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Discussion Starter · #1 · (Edited)
Hi everybody. So in advance of building a new PC, I'm about to install a new hard drive into my old single-core computer from way back in 2004. But before I do that I want to and may need to fix a problem that's been going on for a while, and that's the focus of this topic.

Two years ago I installed a GeForce 6600 GT into this computer (Athlon XP 2800+, Asus A7V8X-X mobo, Apex/Allied AL-A350ATX 350W PSU). Everything worked fine, but I promptly got the following message on startup:

"The NVIDIA System Sentinel is reporting that the NVIDIA-powered graphics card is not receiving sufficient power.

To protect your hardware from potential damage or causing a potential system lockup, the graphics processor has lowered its performance to a level that allowed continued safe operations."


At first I was going to fix it, then later when nothing bad happened I just got used to it. It's still going on today, every time I reboot the computer.

Now I'm wondering if it's been incredibly stupid of me to leave it for so long, and I have no idea so I'm asking you guys instead. Do you think, over the two year period, it's resulted in some kind of damage? Hardware damage, file corruption, things like that? Just a guess would help.

I looked at the stickied PSU list in this forum around for replacements but I'm not sure what'll be compatible with my now old computer. Can someone please direct me to a good, more powerful PSU that will work with the computer and that won't give me these problems? Check out the stats on the Newegg page I linked to for the current PSU details. Newegg it says it has SATA connectors, but all I see are 4-pin molex ones; I have to use a SATA host controller for the HD. Oh, and like I said I want to upgrade the hard drive, so the new PSU should be able to support a WDC Black 1TB 7200 RPM 32MB 3.0Gb/s as well, if this computer even can support that HD.

One other thing. If I do upgrade to a non-error message-causing PSU, will it make the video card more powerful? The 6600 GT's message did say it had deliberately lowered its own performance level.

Any help would be much appreciated.
 

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Discussion Starter · #3 · (Edited)
Er, that's weird. Didn't link to the old PSU's Newegg page properly. Here it is again. Apex/Allied AL-A350ATX 350W. Oddly Newegg's description says AL-A350 but the picture says AL-B350.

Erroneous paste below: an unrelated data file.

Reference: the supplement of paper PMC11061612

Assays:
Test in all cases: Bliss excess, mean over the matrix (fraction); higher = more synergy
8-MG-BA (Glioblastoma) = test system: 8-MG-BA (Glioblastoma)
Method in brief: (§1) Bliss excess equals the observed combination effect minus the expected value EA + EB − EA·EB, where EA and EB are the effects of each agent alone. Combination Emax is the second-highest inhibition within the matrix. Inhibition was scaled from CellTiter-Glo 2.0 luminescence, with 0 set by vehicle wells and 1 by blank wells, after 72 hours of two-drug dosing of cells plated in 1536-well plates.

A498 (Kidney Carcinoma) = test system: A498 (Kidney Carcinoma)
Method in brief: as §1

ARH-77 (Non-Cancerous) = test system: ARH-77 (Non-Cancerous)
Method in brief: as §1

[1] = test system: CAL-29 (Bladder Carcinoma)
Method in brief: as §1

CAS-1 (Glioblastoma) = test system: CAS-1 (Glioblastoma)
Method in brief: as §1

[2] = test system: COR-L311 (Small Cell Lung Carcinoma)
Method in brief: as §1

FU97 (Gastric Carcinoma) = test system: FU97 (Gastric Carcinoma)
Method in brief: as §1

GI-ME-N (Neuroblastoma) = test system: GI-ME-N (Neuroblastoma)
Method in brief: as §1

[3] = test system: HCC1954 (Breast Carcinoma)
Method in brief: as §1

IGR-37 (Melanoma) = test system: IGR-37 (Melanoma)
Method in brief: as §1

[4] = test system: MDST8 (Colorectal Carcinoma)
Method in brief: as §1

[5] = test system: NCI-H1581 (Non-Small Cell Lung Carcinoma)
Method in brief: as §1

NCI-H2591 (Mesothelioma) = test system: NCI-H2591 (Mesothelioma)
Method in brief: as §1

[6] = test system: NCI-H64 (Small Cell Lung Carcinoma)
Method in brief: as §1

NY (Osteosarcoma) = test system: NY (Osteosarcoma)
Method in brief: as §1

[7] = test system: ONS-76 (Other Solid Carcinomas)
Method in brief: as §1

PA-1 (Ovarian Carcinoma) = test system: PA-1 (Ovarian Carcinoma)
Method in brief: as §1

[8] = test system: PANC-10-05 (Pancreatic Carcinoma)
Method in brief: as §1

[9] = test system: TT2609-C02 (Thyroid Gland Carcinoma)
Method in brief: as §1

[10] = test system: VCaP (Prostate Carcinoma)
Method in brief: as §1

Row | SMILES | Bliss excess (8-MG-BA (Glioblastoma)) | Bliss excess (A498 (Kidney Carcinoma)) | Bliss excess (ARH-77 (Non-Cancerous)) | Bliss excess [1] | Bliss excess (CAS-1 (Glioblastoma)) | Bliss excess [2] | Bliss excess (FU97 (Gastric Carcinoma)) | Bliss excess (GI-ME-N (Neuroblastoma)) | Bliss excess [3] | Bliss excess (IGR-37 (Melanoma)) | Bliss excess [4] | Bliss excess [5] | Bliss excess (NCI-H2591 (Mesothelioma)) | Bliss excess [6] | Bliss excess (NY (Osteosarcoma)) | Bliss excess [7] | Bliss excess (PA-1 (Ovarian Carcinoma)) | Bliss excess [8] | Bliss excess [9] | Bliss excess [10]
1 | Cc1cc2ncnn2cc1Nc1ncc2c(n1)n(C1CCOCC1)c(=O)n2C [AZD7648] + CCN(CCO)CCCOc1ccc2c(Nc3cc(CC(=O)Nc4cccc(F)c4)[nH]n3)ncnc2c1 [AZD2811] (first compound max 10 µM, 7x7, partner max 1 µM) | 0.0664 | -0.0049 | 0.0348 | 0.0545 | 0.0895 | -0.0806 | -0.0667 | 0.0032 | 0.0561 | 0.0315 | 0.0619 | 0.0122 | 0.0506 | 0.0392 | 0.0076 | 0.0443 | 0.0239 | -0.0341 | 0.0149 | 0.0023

Thanks for the suggestion dai. Any idea for my other questions? Is my delay likely to have caused hardware damage? Will upgrading the PSU up the video card's performance?

Oh and I was going to use a completely new video card for the new comp. But I'd still like the old comp to be usable.
 

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Most likely nothing will be damaged yet, though it would have frazzled out if you hadn't decided to get a better PSU. It won't make it perform better but it will keep things cooler. Before, my GPU was at 48C idle, and 65-70C on load. Now I upgraded my PSU, it's 41-42C idle and 55-56C load. This enables you to overclock more, or upgrade/install new things later on.
 

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Apex/Allied PSU's are a crap shoot. When cheap PSU's go, they usually take other hardware with them. Primarily CPU/Mobo.
 

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Discussion Starter · #6 · (Edited)
I'm having a hard time determining, is the PSU dia recommended compatible with AGP video cards? Because that's what I have. Newegg says it has a PCI-E connector, doesn't mention an AGP one. Not sure if they're mutually exclusive or not.

By the way, is there some way I can determine if the key components (CPU, mobo, video card, RAM, hard drive) have been damaged? Some software, or visual cues? And, really important: if I get a new hard drive and replace the PSU but keep using other components the old PSU might have damaged, will that damage the new HD?
 

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The suggested PSU will be compatible. No connector is needed for AGP.
Look at the Mobo capacitors for swelling or leakage. Other than that you won't know of any damage until you boot it.
 

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Discussion Starter · #8 · (Edited)
Thanks everyone for the responses.

Here's a stock pic of my mobo. Should I just look around all the darkish cylinders (capacitors) for leakage, etc? Anywhere particular I should focus?

BTW to Tyree, what do you mean I won't know of damage until I "boot it"? I've been using this mobo daily for years. Or do you mean the new PSU? Not sure how that would help detect mobo damage though.
 
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